Full Circle: The Birth, Death & Rebirth of Circle of Dust

Are you a fan of 90’s industrial band Circle of Dust? Or frontman Klayton’s other projects, Celldweller and Scandroid? If so, you might already have a copy of Full Circle: The Birth, Death & Rebirth of Circle of Dust, the new film about the beginning of Klayton’s career. However, if you, like me, have minimal knowledge of Klayton’s output, there’s no reason to bother with this documentary.

Klayton is a Jason Bateman/Aaron Eckhart facemash with a splashy bright-red hairdo. His three-decade career comprises various shades of industrial and electronic music: heavy-metal riffs, angsty lyrics, drum machines, distorted synths, and lately more digressions into EDM and synthwave. I don’t have anything to say about the music other than it sounds like the Quake II soundtrack to me and isn’t really my thing. He’s got a sizeable following, though, and this documentary had a lot of potential to follow his interesting career trajectory and profile a niche subculture.

“His three-decade career comprises various shades of industrial and electronic music: heavy-metal riffs, angsty lyrics, drum machines, distorted synths…”

Full Circle ended with me knowing more about its subject than I did going in, but it wasn’t the kind of knowledge I wanted. Klayton’s grandfather inspired him to make music. He played in bands as a teenager and learned different instruments. He combined guitar riffs (no way???) with drum programming (holy shit!!!) and got a record deal. He released some albums. A lot of screen time goes to mundane things that went wrong in Klayton’s early days: the equipment didn’t work during his first studio session. He didn’t like some of his album art. He had too many pseudonyms that marketers didn’t know what to do with. He had technical difficulties at his live shows. His first record deal was a ripoff. Etcetera, etcetera.

In this morass of every-band experiences, we learn next to nothing about Klayton’s artistic growth: nothing about what bands influenced his style, or what themes and cultural touchstones he wanted to engage with. Instead, a revolving door of talking heads (most interviews seem to be conducted by Klayton himself) describes his music with the most boilerplate vocabulary imaginable: hard, raw, aggressive, scary. Full Circle was produced by FiXT, Klayton’s own record label, meaning that it’s less a documentary and more an extended advertisement for Klayton’s back catalogue. There’s nothing wrong with that if you’re a fan, but it seems like everyone involved with Full Circle’s production is a fan or employee of the man himself. There’s nothing here for the rest of us.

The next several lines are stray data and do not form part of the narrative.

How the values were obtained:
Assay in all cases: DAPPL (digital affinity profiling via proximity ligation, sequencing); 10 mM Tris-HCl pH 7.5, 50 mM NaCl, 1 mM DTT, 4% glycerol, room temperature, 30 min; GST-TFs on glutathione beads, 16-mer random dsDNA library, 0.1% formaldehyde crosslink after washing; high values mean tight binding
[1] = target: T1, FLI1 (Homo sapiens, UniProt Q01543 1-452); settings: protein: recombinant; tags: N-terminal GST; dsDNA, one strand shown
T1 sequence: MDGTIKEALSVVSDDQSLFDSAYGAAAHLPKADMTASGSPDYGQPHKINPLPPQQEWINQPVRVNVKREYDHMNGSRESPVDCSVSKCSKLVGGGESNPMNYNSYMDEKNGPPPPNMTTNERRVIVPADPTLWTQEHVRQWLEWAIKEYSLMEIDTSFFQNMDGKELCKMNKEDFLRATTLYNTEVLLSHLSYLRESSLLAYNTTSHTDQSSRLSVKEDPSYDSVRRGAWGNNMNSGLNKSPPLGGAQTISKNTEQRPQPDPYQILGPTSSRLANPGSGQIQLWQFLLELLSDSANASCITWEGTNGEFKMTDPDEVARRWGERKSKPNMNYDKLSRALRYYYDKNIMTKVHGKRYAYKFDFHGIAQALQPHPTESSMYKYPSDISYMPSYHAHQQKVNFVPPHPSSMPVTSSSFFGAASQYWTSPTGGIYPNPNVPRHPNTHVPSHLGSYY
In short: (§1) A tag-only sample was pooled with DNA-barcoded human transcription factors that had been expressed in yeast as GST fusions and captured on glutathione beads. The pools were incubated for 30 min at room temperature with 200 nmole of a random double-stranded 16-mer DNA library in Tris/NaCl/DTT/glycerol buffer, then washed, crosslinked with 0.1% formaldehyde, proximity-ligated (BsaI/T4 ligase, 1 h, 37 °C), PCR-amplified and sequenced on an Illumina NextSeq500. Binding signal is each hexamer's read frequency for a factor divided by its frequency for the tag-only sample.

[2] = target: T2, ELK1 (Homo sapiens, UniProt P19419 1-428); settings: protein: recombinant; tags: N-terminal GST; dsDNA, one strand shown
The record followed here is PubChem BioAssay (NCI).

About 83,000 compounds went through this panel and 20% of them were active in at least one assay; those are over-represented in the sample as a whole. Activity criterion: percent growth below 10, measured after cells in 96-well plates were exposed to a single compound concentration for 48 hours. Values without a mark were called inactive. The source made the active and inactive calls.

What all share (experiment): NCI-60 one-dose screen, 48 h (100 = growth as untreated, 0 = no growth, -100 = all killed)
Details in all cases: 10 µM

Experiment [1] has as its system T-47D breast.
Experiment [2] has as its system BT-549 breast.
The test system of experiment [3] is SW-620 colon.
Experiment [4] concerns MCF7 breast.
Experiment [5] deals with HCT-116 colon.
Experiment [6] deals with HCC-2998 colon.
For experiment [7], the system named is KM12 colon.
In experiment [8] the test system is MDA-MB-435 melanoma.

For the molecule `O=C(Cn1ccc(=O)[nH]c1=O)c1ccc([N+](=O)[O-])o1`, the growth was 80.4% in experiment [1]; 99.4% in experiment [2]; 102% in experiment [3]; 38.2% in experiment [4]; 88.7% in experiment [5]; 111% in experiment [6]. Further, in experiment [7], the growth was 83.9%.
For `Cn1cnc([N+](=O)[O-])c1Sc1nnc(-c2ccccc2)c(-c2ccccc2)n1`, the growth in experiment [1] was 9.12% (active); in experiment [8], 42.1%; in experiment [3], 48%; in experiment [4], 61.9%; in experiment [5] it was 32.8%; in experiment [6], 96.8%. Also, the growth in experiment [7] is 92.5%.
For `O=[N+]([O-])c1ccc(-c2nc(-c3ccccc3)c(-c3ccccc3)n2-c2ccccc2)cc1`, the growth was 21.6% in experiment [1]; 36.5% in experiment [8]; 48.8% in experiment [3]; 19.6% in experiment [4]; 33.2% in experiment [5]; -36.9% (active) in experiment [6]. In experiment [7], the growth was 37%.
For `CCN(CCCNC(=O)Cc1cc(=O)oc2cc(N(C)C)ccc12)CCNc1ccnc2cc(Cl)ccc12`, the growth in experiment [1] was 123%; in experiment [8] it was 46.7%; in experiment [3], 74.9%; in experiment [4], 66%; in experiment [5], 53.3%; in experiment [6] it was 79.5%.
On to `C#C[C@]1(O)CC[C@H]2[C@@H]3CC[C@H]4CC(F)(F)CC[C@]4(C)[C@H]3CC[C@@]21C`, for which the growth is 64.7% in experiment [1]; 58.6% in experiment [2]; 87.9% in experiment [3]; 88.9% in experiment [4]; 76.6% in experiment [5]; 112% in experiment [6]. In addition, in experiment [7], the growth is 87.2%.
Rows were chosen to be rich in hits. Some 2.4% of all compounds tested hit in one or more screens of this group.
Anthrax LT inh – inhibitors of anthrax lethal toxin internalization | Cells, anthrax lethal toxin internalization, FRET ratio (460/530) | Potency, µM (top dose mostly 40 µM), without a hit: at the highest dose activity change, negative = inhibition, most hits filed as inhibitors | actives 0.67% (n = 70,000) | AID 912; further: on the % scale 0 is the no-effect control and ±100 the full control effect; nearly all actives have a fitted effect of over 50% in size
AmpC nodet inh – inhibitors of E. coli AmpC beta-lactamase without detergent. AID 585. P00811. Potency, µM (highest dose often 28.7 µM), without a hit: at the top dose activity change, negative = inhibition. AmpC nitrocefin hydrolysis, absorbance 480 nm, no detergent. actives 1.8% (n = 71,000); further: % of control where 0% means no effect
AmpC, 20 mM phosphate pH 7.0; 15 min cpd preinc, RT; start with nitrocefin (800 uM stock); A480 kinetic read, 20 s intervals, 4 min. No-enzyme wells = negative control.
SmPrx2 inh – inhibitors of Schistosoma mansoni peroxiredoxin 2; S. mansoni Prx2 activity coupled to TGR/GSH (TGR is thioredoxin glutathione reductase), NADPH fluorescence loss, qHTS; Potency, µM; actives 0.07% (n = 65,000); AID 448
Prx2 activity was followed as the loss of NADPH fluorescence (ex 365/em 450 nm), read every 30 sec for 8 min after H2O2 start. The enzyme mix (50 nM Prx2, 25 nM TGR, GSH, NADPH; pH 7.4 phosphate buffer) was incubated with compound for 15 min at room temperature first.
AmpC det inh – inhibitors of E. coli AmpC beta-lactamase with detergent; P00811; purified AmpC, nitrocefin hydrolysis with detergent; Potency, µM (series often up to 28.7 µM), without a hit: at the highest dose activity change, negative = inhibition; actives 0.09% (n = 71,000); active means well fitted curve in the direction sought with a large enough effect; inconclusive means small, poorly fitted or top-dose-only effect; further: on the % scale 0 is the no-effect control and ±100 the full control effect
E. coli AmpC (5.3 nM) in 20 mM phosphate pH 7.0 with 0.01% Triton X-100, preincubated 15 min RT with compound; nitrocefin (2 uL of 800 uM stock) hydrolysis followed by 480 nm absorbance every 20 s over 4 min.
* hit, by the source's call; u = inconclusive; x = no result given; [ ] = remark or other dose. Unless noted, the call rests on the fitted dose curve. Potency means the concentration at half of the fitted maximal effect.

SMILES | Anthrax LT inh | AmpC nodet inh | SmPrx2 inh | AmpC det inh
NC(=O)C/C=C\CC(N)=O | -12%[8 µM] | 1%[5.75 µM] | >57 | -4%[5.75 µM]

“…everyone involved with Full Circle’s production is a fan or employee of the man himself.”

Reading up on Klayton’s career, there’s plenty of drama and conflict that a filmmaker with more independence could have turned into a compelling story. For example, Klayton was raised Christian, and Circle of Dust’s first albums were marketed as Christian music, but he moved away from that label with some controversy. The word “Christian” isn’t uttered once in the film. Same goes for politics: in one song, Circle of Dust sampled Republican vice-presidential nominee Dan Quayle saying “the American people should demand that their president will tell the truth” at the end of his debate with Al Gore. What were/are the politics of Klayton’s fanbase? What was the relationship between the Christian/conservative and mainstream rock music scenes in the 90’s? What were Klayton’s reasons for moving from one to the other?

The answers to those questions would make for a better documentary. But Klayton’s fastidious image control means that nothing interesting or personal really comes up. Full Circle is a music documentary with nothing to say about art or the creative process.

Full Circle: The Birth, Death & Rebirth of Circle of Dust (2018) Directed by James Rhodes. With Klayton, Kurt Bachman, Tyler Bacon, Jon D. Harrison.

4 out of 10 distorted synths

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